Nearly 900 US farmers and field workers joined forces to sue Syngenta. They claim that there is a link between Paraquat, Parkinson's and Syngenta deliberately hiding the risks to their health from authorities.

Syngenta denies the claims in the multidistrict litigation case that remains, which will be heard by the court later this year.

According to the most recent financial statements, $187.5 million has been paid into a settlement fund. It stated that the company believes all these claims are unfounded and that the settlement payment is intended to stop further claims.

Professor Jon Heylings, toxicologist, worked for Syngenta for over 20 years. He retired and became a whistleblower. He has been an expert witness in US legal proceedings.

Farmers who did not use protective equipment should be concerned, as they could cause skin damage. He says, "If they went out and actually used it again the next morning, then you could absorb more Paraquat through your skin, into blood, and then to the brain."

"Is it causing Parkinson's disease when it gets into the brain?" This is one of the main issues surrounding the entire exposure. Who is responsible if the chemical causes Parkinson's?

There are many contradicting studies and no consensus scientifically regarding any possible link between Paraquat or Parkinson's.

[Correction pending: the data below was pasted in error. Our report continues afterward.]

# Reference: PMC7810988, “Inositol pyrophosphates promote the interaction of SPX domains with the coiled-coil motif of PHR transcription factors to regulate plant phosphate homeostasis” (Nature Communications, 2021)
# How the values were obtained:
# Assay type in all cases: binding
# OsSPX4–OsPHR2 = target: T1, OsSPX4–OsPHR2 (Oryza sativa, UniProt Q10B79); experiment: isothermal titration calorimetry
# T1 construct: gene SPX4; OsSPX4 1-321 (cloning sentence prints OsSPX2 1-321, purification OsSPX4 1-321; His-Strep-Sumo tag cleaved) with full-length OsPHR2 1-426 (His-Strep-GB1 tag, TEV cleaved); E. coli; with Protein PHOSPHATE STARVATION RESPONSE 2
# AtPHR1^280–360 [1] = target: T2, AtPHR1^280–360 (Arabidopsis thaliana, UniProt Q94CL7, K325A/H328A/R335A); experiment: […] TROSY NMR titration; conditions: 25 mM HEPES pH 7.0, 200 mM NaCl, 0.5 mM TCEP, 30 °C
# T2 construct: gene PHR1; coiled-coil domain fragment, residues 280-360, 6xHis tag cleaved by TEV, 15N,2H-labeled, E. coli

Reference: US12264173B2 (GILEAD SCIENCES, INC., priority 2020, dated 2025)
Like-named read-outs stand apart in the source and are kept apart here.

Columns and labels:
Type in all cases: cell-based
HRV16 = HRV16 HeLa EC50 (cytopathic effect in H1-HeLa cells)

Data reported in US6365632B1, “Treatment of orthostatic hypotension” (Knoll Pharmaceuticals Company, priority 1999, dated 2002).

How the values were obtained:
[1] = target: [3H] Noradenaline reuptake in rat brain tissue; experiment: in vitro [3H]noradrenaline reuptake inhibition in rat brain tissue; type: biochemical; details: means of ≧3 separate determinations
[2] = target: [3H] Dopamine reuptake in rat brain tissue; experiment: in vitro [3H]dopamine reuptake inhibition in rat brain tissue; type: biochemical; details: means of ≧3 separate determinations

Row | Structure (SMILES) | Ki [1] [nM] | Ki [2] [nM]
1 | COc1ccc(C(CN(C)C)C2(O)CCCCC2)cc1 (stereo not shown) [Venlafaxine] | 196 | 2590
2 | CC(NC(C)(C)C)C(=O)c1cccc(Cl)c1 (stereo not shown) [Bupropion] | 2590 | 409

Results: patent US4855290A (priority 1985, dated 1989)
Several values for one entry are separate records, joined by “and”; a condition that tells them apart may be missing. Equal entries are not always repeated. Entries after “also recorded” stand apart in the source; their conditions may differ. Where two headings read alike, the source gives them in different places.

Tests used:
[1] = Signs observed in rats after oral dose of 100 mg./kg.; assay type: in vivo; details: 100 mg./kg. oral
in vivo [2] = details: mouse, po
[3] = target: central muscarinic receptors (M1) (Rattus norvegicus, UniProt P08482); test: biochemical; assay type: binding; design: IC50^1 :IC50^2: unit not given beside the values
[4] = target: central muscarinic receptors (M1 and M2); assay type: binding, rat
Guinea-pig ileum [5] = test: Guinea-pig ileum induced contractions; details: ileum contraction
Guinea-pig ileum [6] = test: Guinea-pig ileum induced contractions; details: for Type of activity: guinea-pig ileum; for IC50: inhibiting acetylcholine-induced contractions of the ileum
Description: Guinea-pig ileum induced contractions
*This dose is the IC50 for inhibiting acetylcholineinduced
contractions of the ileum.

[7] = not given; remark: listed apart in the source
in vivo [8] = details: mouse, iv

Research charity Cure Parkinson's in the UK stated that exposure is "a well-recognised environment risk factor". However, Parkinson's UK claimed that studies only show a "small increased risk".

A 17-year-long US study concluded that Paraquat was responsible for Parkinson's progression and onset. The National Institute of Environmental Health Sciences, part of the US Department of Health, found that Paraquat users developed Parkinson's disease two-and-a half times more frequently than those who did not use it.

The Environmental Protection Agency in the USA, however, claims that an updated study could not replicate these results and that no clear link was made.

However, scientists believe Syngenta puts profit above product safety and public well-being.

Prof Heylings holds a Syngenta regulatory policy document that was written in 2003, when Paraquat was still being used locally by farmers. The author of the document acknowledges that there is a growing number studies "indicating a correlation between Parkinson's Disease incidence and herbicide use, including Paraquat".

He explained that Syngenta is trying to influence Paraquat researchers and influence the direction of research. Syngenta doesn't want to see a huge uproar about Parkinson's. The strategy was to minimize any possible neurotoxicity of Paraquat, which could cause Parkinson's.

It stated that Jon Heylings was technically not qualified to comment about Paraquat or Parkinson's Disease. He doesn't know about Syngenta research on the topic, which was conducted mainly after Heylings left the company in 2008. Paraquat, Parkinson's and other diseases were the subjects of our research. This figure does not include the value of expert time.

Syngenta stated in a statement that it had spent hundreds of millions to ensure safety over the product's lifetime.

"Paraquat was the subject of over 1,200 safety studies that were submitted to and reviewed by regulatory authorities around the globe. Paraquat's safety has been confirmed by recent thorough reviews conducted by science-based regulatory agencies, including Australia and the United States.

Claire Marshall Photos

The complete story can be viewed on Countryfile, BBC1 at 17:30 BST (3 April) and thereafter on the iPlayer.